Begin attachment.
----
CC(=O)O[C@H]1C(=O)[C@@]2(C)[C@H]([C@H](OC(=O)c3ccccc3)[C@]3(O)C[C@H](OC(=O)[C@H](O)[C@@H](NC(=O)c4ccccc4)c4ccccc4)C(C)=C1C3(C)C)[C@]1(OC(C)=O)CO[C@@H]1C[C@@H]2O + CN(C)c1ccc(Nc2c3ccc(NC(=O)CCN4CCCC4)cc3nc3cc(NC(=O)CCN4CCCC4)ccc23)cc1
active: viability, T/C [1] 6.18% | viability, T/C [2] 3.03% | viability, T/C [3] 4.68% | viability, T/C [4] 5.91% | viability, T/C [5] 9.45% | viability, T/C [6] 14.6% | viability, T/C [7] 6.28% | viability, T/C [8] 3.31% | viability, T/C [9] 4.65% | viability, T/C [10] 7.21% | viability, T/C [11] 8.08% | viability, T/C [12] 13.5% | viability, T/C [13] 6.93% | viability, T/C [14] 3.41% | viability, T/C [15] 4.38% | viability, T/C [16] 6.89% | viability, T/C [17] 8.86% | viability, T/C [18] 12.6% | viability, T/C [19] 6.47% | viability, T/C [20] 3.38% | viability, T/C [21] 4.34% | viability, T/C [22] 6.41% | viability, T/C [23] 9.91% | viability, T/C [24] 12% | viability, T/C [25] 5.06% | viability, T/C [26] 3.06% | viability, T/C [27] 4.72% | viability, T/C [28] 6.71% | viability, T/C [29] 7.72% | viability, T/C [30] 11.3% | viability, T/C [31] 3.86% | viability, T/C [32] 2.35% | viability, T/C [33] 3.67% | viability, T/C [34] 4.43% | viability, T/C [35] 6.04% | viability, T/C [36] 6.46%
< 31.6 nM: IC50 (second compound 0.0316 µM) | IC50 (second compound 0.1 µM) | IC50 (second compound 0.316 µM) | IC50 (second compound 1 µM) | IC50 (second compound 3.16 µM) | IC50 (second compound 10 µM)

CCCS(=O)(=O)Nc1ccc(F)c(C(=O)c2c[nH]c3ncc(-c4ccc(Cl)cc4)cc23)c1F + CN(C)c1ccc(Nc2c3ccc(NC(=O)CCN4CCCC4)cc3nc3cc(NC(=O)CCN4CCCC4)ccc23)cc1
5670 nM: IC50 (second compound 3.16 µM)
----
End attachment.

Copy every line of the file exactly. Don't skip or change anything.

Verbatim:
CC(=O)O[C@H]1C(=O)[C@@]2(C)[C@H]([C@H](OC(=O)c3ccccc3)[C@]3(O)C[C@H](OC(=O)[C@H](O)[C@@H](NC(=O)c4ccccc4)c4ccccc4)C(C)=C1C3(C)C)[C@]1(OC(C)=O)CO[C@@H]1C[C@@H]2O + CN(C)c1ccc(Nc2c3ccc(NC(=O)CCN4CCCC4)cc3nc3cc(NC(=O)CCN4CCCC4)ccc23)cc1
active: viability, T/C [1] 6.18% | viability, T/C [2] 3.03% | viability, T/C [3] 4.68% | viability, T/C [4] 5.91% | viability, T/C [5] 9.45% | viability, T/C [6] 14.6% | viability, T/C [7] 6.28% | viability, T/C [8] 3.31% | viability, T/C [9] 4.65% | viability, T/C [10] 7.21% | viability, T/C [11] 8.08% | viability, T/C [12] 13.5% | viability, T/C [13] 6.93% | viability, T/C [14] 3.41% | viability, T/C [15] 4.38% | viability, T/C [16] 6.89% | viability, T/C [17] 8.86% | viability, T/C [18] 12.6% | viability, T/C [19] 6.47% | viability, T/C [20] 3.38% | viability, T/C [21] 4.34% | viability, T/C [22] 6.41% | viability, T/C [23] 9.91% | viability, T/C [24] 12% | viability, T/C [25] 5.06% | viability, T/C [26] 3.06% | viability, T/C [27] 4.72% | viability, T/C [28] 6.71% | viability, T/C [29] 7.72% | viability, T/C [30] 11.3% | viability, T/C [31] 3.86% | viability, T/C [32] 2.35% | viability, T/C [33] 3.67% | viability, T/C [34] 4.43% | viability, T/C [35] 6.04% | viability, T/C [36] 6.46%
< 31.6 nM: IC50 (second compound 0.0316 µM) | IC50 (second compound 0.1 µM) | IC50 (second compound 0.316 µM) | IC50 (second compound 1 µM) | IC50 (second compound 3.16 µM) | IC50 (second compound 10 µM)

CCCS(=O)(=O)Nc1ccc(F)c(C(=O)c2c[nH]c3ncc(-c4ccc(Cl)cc4)cc23)c1F + CN(C)c1ccc(Nc2c3ccc(NC(=O)CCN4CCCC4)cc3nc3cc(NC(=O)CCN4CCCC4)ccc23)cc1
5670 nM: IC50 (second compound 3.16 µM)